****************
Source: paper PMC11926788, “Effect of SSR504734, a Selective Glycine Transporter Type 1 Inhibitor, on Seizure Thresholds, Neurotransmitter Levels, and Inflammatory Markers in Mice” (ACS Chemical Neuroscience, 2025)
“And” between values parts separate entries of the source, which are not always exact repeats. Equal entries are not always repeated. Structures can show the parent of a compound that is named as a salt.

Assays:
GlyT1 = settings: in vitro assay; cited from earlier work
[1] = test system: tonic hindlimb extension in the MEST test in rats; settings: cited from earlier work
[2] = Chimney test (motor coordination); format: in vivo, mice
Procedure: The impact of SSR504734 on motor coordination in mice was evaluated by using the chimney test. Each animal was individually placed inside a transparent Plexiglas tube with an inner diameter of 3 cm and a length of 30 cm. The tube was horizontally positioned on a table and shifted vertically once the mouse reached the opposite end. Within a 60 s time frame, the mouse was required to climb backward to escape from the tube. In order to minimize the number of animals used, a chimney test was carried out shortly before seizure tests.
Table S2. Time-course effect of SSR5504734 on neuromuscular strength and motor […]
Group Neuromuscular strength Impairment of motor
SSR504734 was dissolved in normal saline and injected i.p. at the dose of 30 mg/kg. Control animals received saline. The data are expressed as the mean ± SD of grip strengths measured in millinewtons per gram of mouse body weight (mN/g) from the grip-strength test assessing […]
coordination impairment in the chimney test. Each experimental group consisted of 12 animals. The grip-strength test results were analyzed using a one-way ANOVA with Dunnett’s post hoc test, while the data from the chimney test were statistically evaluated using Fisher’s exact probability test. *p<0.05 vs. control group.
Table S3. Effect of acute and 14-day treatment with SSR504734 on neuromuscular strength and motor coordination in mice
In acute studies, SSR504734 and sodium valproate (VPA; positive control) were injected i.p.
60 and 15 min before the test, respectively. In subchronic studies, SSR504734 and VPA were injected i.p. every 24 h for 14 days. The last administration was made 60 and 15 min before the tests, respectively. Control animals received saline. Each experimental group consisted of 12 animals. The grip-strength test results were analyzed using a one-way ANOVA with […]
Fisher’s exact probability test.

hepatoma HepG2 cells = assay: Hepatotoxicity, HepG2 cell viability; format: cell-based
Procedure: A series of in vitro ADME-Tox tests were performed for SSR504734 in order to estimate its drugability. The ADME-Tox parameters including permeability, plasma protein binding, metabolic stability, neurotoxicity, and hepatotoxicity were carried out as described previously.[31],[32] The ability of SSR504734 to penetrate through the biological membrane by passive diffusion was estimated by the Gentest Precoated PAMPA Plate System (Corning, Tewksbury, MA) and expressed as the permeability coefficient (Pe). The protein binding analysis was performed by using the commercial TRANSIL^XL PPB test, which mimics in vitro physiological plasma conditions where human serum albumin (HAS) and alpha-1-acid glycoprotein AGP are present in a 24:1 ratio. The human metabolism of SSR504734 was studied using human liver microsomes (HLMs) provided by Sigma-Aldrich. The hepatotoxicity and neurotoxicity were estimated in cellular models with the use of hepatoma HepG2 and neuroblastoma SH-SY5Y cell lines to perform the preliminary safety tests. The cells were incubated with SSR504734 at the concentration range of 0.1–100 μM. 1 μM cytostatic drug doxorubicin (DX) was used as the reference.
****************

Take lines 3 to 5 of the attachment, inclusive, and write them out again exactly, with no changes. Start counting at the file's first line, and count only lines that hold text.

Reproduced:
Assays:
GlyT1 = settings: in vitro assay; cited from earlier work
[1] = test system: tonic hindlimb extension in the MEST test in rats; settings: cited from earlier work